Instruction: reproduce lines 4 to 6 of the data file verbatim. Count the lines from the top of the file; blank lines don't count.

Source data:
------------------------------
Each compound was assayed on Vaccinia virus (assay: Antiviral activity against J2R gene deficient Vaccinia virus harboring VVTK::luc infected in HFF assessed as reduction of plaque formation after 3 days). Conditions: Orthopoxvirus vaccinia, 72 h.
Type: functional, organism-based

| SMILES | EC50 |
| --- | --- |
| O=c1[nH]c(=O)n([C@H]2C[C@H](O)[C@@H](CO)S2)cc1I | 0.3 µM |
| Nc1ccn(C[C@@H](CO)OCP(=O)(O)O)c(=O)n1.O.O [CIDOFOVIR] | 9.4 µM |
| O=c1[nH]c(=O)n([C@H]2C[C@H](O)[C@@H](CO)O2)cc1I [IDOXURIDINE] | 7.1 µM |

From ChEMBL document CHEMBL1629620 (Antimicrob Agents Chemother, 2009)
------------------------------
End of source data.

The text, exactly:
| --- | --- |
| O=c1[nH]c(=O)n([C@H]2C[C@H](O)[C@@H](CO)S2)cc1I | 0.3 µM |
| Nc1ccn(C[C@@H](CO)OCP(=O)(O)O)c(=O)n1.O.O [CIDOFOVIR] | 9.4 µM |